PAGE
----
2009

Writing Contest: Runner-up

Amy Finkenbine, Anna High School, Anna, OH (Teacher: Amber Dues)

Snow is on the ground. Christmas decorations are coming down. Everyone has a fresh start in January. There’s spring in the air… at least there would be if you’re a typical high school junior, like Jill is at this moment. With the ending of the holiday season, thousands of girls across the country begin the cultural ritual of pre-prom planning. As a junior, Jill is no longer a child with “visions of sugar plums dancing through her head”. No, Jill has become a mature young adult and she is ready to undergo the craze for dates, tanning, court, shoes, hair styles, and most importantly, DRESSES. Today Jill and her mother start the prom process by going to purchase a dress. Jill thinks she’s ready… but is she?

When they walk into the store, Jill immediately sets her sights on a royal blue beauty. She scuttles towards it and whisks away toward a dressing room before her mother has even entered the shop. Jill’s mom is directed towards the waiting area and finds an empty seat. There are few other customers, so Jill takes no hesitation before striding confidently to the full length mirrors. Her mother looks up as Jill is seemingly floating toward the mirrors in a full skirt dress. She’ll never tell Jill, but she almost had to look twice to make sure it was her own daughter.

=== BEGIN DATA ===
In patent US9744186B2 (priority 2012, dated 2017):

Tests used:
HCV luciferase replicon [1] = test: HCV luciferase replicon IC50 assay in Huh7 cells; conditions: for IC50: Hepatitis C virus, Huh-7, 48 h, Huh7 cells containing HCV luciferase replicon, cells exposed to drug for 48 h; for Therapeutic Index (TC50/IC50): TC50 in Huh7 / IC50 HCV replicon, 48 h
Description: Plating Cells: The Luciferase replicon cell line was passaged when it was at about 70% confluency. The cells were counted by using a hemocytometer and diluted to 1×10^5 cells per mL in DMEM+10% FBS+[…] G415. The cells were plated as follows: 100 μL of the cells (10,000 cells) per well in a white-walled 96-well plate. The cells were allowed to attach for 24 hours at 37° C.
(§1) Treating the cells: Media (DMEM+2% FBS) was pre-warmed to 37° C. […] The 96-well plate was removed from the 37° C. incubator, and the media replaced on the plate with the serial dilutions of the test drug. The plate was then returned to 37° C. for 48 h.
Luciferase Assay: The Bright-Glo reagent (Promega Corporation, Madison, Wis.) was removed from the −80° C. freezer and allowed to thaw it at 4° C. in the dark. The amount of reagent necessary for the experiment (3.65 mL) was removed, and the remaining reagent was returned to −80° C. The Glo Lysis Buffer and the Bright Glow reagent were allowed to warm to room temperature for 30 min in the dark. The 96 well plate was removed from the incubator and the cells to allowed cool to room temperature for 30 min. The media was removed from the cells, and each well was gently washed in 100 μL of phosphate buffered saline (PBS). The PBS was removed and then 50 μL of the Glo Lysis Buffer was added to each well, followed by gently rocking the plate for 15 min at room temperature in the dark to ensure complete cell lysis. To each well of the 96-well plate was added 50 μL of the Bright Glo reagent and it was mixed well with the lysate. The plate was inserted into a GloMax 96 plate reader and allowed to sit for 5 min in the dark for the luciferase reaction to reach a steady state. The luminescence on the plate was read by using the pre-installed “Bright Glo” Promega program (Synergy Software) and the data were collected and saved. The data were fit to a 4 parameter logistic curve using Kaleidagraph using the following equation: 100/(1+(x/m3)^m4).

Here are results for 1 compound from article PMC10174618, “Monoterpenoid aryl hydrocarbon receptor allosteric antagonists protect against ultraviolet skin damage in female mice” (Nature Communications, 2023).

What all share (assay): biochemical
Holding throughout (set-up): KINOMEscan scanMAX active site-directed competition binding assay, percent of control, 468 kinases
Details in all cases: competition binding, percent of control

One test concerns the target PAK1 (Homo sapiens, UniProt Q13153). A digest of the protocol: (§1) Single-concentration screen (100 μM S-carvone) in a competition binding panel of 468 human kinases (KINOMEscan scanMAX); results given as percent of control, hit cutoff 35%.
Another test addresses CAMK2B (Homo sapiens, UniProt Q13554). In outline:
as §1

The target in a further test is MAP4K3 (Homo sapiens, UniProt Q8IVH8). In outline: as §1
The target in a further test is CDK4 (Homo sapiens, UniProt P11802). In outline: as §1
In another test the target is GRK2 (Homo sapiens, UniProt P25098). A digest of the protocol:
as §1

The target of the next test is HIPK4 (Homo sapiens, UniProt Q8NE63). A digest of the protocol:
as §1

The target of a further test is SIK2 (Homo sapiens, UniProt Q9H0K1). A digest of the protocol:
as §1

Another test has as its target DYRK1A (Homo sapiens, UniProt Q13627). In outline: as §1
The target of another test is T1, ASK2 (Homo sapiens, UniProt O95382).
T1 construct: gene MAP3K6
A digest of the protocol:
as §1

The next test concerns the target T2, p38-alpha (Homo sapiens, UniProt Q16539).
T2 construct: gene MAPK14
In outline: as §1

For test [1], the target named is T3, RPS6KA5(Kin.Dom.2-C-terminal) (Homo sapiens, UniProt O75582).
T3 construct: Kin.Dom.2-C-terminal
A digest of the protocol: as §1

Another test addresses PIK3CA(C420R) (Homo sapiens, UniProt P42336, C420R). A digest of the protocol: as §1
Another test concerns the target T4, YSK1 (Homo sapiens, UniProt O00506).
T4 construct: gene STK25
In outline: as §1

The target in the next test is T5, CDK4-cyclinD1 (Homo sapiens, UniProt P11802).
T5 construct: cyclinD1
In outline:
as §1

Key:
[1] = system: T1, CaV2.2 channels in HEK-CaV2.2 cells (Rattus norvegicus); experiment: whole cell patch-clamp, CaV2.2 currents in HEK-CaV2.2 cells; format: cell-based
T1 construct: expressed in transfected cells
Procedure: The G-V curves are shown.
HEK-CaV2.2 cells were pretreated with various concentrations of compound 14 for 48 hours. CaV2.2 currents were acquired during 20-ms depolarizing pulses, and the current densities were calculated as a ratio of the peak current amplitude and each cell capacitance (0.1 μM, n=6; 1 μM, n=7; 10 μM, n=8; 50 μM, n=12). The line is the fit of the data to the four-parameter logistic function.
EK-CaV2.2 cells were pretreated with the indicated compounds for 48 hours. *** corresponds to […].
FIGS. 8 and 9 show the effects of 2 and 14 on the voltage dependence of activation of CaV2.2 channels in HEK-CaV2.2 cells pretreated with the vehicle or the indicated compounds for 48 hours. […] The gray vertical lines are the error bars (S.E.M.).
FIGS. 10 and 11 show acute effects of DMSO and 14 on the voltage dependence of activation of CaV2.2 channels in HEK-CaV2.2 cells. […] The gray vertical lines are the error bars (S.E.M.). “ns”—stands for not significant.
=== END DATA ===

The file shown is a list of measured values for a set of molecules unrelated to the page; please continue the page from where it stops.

Jill’s dress of choice was of the purest sapphire blue, with an innumerable amount of rhinestones delicately sprinkled across the sweetheart bust line. The flowing skirt trailed behind her slightly, as she climbed onto the alteration box directly in front of the mirrors. In the back, intertwining ribbons are laced together to form a tantalizing effect of light through shades of blue intermixing along with tactically placed sequins. It almost pained Jill’s mom to see her in it because she knew just by looking at the thing that it was close to three hundred dollars, if not more! Jill’s father and she had discussed that it was best for Jill to have a cap on her spending amount for this year’s prom, because next year would be more important as a senior.